B is for Dimunition

| February 17, 2014

When last we spoke, we discussed the archetype of the protoeducational narrative: a descent from the city (an organized public space where rationality and mutual civility prevails), into the labyrinth (a chaotic space of darkness and menace). This descent would be followed by a resurfacing and returning, which formed an ellipsis that became indelible through repetition. I was ruminating on the significance of this primeval geometry as I was in the midst my own daily ellipsis, returning from the chaotic din of the subterranean labyrinth that is the subway, to the placid splendor of my shady lane in quiet Park Slope. A pensée d’escalier (pensée de train?) that came to me on the way home was that this opposition was essentially an illustration of Nietzsche’s Apollonian/Dionysian dichotomy. I entertained myself by projecting this same dynamic onto my own life’s daily routine, but I soon resigned myself to the fact that home and “the office” (which for me encompasses both my “job” as well as my endless grad school career) are not as easily dichotomized as the city and labyrinth – the equilibrium between chaos and order on both fronts is mercurial, at best.

Meanwhile, serendipity was plotting something. As I completed my own daily ellipsis, returning home and kicking my feet up on the coffee table, I wayfared across Charles Rafferty’s poem in the New Yorker. And I was dumbstruck

Socrates taught Plato and Plato taught Aristotle and Aristotle taught Alexander the Great, who founded a city that would house the most voluminous library of the ancient world – until it was burned, until forgetting came back into vogue.  The great minds come down through the years like monkeys descending from high branches. Always, a leopard is waiting to greet them – in the tall grass, among the magnetic berries, in the place they should have checked.
-Charles Rafferty, Dimunition

Given the novelty of our conversation (I’d never discussed a “protoeducational narrative” involving the geometry of ascent and descent in all of my grad school meanderings) these words jumped off the page, albeit quietly, as INCREDIBLY PRESCIENT. I just didn’t know quite… how. Rafferty gives us an impressionistic lineage of (Apollonian) knowledge – that of the promethean torch, handed down from luminary to luminary, who’ve descended like monkeys from the light-drenched jungle canopies to fight (or perhaps immerse themselves in?) the darkness of the earthly world, with its seductive fruits and ravenous, scheming leopards.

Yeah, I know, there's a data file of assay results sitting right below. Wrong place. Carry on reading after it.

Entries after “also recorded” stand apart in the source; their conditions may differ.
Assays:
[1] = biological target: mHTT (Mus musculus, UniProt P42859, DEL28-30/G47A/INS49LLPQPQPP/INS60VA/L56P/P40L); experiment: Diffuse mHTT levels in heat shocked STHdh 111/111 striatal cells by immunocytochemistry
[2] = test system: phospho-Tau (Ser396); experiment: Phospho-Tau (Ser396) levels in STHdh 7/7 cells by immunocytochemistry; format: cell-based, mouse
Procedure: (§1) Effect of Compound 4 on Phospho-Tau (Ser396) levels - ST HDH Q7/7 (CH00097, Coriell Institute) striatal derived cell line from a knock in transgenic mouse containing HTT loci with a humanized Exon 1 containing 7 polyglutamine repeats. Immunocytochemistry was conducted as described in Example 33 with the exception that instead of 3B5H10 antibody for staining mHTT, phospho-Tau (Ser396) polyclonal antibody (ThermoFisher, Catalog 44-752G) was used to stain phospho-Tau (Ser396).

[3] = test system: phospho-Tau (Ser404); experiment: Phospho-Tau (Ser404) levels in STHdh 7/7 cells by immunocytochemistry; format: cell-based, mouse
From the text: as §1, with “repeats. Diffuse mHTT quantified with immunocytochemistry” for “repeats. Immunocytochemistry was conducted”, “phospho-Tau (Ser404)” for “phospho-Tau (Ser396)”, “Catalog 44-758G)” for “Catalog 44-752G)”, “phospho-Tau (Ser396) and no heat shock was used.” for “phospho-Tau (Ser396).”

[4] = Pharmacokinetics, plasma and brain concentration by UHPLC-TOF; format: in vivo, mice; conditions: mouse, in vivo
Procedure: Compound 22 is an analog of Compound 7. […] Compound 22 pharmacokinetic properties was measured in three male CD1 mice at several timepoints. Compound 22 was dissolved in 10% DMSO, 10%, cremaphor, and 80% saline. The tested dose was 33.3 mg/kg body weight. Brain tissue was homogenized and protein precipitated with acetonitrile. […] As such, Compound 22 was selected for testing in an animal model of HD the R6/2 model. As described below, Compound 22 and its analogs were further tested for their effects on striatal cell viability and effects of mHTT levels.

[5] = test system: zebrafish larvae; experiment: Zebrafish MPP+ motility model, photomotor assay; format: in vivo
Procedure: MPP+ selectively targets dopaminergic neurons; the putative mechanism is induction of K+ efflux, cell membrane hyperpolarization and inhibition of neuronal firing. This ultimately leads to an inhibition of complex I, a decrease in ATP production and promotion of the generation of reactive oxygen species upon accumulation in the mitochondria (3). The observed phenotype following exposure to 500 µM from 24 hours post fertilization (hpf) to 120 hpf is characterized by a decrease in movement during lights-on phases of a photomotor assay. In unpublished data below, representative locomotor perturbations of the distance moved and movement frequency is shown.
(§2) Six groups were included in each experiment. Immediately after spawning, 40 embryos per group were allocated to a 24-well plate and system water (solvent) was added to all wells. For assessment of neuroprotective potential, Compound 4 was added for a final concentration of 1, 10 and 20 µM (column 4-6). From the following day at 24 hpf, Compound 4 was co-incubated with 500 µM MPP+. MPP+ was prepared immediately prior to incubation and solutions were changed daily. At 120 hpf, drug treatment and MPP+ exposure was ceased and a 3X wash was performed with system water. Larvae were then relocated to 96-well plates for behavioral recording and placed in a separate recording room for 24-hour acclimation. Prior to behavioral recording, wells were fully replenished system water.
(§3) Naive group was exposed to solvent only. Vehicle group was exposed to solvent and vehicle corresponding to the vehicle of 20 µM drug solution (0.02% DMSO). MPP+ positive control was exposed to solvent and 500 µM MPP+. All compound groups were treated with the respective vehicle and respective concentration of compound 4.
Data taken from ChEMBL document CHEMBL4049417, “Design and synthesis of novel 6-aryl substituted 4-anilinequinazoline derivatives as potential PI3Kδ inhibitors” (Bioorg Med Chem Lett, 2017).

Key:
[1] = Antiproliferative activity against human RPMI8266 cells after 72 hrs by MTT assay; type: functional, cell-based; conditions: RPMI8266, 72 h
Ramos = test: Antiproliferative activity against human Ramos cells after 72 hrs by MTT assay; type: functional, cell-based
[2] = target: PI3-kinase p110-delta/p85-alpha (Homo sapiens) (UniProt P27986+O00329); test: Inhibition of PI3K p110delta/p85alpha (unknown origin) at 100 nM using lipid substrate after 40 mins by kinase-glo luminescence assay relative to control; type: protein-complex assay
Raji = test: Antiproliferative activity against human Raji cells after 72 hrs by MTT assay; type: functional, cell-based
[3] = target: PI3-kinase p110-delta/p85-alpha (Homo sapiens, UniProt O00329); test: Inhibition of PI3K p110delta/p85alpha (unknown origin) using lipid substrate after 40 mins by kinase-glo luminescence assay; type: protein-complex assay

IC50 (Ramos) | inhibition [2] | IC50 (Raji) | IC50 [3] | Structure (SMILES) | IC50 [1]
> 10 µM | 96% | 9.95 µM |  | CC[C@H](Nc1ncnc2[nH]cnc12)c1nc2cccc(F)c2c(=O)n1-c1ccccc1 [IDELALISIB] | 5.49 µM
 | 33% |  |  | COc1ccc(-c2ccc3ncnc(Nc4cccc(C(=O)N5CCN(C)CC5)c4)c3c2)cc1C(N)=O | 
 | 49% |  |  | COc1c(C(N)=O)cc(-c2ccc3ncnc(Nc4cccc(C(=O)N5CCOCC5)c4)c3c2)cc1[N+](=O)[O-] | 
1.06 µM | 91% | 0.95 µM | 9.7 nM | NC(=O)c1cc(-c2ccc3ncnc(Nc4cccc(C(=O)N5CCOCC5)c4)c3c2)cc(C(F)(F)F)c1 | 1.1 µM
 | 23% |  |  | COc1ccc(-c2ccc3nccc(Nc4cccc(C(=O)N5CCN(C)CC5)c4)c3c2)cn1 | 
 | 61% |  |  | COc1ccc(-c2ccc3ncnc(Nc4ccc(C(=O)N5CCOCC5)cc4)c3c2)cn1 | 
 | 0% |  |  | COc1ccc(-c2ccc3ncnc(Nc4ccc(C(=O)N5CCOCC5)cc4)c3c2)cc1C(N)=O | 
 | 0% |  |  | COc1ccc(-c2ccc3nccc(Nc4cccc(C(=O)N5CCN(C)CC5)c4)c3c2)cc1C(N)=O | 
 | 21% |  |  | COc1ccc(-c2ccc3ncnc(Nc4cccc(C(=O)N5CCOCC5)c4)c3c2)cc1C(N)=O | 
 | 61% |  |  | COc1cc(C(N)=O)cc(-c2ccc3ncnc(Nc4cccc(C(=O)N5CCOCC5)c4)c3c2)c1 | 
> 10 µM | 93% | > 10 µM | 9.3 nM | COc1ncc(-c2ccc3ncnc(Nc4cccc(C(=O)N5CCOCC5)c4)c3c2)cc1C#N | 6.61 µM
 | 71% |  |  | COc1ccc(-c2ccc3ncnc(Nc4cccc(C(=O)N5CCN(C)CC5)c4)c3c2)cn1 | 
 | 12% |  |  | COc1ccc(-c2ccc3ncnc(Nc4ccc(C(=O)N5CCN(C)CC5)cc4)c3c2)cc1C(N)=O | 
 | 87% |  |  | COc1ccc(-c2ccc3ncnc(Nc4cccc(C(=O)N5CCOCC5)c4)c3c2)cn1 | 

Klee's "Angelus Novus," which also served as Walter Benjamin's "Angel of History"

So: if the Great Minds are the monkeys in this allegory – agile, yet vulnerable – who are the leopards? Society at large? The rulers that are threatened by disruptive visionaries? Or something altogether more nebulous and abstract – such as grand societal shifts like those imposed by war or new technologies?  Socrates himself is one of many perfect examples of a provocative luminary that society just wasn’t ready for. (See also: Copernicus, Galileo, et al.) I suppose the leopard can be any of these, a Dionysian creature of the darkness.

On to the next symbol. The tragic burning of the Alexandrian Library has come to signify “the irretrievable loss of public knowledge” (regardless of its historicity – it’s argued the library was burned piecemeal rather than one fell swoop). But Rafferty extends this symbol, projecting a cyclicality to the willful expunging of public memory (by who? and why?). The economy of his words (“until forgetting came back into vogue”) is genius in its ability to imply such a recurring arc. As Chris hinted in his Oedipal post, we (humans), with the successive accumulation of generational ennui collecting like a patina on historical memory, collectively relegate age-old lessons almost willfully to the status of quaintness, and it is our educational apparatus that mediates this forgetting. Is this fog of historical memory the tall grass through which the leopard stalks?

Call it a critical copout, but I believe that the best symbols are polyvalent, and impervious to facile reduction. As much as I’ve been scratching my head this week thinking on the seductive berries that would lure the monkeys to the tall grass and their earthly demise, I’ll have to defer to my dream-brain to absorb and process the full resonance of the allegory.

But I’d love to hear your thoughts…